Traditionally-styled, “long and tall” sleeper tractors have always brought more money than their aerodynamic counterparts, and this gap has widened in recent months. Through May, the average three-to-five year-old owner-operator truck has brought $20,283 (27%) more money than the equivalent aerodynamic truck ($10,608/16% if adjusted for specs).

In general, traditionally-styled trucks bring more money because they typically feature removable sleepers, which makes them convertible into day cabs and/or construction trucks later in their lifespan. Also, their typically higher level of spec (particularly horsepower and transmission speeds) makes them more capable of handling heavier loads.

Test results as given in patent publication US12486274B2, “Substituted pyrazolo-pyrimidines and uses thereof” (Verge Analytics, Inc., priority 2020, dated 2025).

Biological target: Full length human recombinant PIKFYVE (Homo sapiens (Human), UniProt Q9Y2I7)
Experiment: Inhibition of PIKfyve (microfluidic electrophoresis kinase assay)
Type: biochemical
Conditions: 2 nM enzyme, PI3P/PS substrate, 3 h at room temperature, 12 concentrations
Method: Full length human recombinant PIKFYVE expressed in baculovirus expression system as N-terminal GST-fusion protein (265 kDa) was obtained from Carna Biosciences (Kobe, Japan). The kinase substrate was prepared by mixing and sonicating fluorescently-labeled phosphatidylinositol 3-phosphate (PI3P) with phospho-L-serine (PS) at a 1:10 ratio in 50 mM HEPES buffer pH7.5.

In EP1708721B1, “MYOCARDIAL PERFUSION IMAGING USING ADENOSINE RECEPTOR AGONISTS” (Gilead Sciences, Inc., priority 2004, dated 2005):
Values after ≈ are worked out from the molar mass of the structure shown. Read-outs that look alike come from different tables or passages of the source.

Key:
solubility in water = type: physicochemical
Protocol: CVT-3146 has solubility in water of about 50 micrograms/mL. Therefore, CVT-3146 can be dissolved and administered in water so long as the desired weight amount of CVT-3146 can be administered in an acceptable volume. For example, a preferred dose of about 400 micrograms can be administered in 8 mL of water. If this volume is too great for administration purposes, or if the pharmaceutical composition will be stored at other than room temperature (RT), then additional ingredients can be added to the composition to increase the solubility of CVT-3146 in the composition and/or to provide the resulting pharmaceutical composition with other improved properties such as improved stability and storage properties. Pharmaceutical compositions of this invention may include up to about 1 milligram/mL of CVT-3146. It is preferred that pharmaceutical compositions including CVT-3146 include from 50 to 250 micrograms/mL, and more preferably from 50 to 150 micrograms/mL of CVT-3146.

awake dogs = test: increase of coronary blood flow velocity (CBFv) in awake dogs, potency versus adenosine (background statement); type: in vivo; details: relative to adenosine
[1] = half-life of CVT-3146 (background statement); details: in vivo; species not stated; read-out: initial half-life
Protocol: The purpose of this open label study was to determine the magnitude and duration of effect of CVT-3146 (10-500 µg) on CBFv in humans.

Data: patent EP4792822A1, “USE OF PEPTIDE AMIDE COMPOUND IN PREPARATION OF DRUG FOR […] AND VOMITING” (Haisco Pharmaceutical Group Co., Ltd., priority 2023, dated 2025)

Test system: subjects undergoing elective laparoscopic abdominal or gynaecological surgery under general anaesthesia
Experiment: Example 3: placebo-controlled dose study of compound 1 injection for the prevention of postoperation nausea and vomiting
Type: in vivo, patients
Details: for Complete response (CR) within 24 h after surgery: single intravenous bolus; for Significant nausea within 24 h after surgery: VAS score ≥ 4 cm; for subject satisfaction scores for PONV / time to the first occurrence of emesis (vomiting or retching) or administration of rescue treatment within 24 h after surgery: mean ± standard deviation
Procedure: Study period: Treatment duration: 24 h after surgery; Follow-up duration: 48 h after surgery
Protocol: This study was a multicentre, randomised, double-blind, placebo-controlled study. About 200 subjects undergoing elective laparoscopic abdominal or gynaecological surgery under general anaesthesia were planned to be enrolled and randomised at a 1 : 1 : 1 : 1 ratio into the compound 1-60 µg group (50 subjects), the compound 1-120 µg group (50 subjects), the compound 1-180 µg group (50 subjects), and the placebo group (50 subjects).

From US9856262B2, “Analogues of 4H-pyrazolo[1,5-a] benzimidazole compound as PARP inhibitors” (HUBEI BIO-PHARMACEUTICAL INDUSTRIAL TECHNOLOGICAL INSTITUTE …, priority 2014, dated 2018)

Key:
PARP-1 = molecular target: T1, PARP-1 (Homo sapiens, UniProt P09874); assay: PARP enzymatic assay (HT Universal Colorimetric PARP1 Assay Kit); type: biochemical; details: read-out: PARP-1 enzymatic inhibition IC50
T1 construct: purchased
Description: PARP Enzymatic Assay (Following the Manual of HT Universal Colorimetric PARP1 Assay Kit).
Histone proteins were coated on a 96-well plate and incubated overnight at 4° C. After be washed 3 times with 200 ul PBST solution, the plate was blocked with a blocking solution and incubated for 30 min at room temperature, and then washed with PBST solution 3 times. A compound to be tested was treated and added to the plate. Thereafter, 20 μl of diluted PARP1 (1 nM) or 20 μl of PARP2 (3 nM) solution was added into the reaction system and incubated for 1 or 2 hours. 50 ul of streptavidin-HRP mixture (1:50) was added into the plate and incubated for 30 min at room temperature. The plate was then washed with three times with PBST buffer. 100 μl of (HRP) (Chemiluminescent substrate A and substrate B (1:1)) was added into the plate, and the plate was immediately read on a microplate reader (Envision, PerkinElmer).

More recently, aerodynamic pricing has pulled back due to increased supply, but owner-operator trucks were less impacted by this factor. As such, in the past four years, the gap between aerodynamic and traditionally-styled sleepers has grown from 17% in 2014 (9% if adjusted for specs) to 28% in 2016 (19% if adjusted for specs).

We estimate the owner-operator market at roughly 5-7% of the used highway sleeper market overall. We don’t see this proportion changing appreciably going forward. The price gap between these two types of trucks should remain comfortably above 20% (15% if adjusted for specs) for the foreseeable future.